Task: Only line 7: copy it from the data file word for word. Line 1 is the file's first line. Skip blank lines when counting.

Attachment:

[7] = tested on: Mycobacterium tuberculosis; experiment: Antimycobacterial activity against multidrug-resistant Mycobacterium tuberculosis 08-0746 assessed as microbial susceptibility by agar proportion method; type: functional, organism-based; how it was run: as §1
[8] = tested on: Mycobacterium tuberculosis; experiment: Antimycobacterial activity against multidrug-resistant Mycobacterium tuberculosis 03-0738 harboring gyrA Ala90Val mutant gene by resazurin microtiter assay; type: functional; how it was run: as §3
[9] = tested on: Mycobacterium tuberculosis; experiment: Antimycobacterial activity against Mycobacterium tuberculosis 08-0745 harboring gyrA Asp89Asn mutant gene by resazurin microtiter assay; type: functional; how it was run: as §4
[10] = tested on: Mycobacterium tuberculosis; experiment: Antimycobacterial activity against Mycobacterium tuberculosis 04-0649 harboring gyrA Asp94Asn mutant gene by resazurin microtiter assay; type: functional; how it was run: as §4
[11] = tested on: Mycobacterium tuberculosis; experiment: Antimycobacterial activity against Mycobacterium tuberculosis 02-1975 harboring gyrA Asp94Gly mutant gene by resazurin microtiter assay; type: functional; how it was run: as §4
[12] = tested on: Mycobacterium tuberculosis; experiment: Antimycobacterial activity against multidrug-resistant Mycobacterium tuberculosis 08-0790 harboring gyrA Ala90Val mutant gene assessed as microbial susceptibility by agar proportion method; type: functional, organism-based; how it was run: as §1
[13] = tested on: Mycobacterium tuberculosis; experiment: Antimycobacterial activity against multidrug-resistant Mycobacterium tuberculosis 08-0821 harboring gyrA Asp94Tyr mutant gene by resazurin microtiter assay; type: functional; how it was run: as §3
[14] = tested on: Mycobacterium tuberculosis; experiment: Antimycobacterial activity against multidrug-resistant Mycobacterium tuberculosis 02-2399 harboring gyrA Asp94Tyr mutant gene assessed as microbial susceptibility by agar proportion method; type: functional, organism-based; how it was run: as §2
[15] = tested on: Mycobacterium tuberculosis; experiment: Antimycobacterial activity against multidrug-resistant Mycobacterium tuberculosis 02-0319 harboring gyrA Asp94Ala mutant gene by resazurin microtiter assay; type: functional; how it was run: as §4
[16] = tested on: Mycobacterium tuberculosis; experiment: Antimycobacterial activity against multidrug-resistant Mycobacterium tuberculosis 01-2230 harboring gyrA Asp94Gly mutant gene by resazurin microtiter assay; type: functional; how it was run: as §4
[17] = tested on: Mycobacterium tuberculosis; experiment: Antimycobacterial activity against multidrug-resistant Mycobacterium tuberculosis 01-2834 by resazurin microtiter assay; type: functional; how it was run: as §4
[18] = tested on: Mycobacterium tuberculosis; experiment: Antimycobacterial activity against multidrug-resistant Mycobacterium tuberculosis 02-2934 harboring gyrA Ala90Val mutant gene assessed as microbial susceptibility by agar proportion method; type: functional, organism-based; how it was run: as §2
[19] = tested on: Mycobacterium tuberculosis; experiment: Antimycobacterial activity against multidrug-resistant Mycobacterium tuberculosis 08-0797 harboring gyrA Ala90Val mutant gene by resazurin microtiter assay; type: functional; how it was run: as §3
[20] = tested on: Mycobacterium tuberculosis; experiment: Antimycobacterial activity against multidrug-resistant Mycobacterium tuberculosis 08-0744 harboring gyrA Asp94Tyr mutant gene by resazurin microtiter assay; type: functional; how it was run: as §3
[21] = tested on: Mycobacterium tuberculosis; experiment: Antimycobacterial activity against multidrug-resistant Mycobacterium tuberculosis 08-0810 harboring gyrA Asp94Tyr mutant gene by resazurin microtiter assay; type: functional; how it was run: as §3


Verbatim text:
[13] = tested on: Mycobacterium tuberculosis; experiment: Antimycobacterial activity against multidrug-resistant Mycobacterium tuberculosis 08-0821 harboring gyrA Asp94Tyr mutant gene by resazurin microtiter assay; type: functional; how it was run: as §3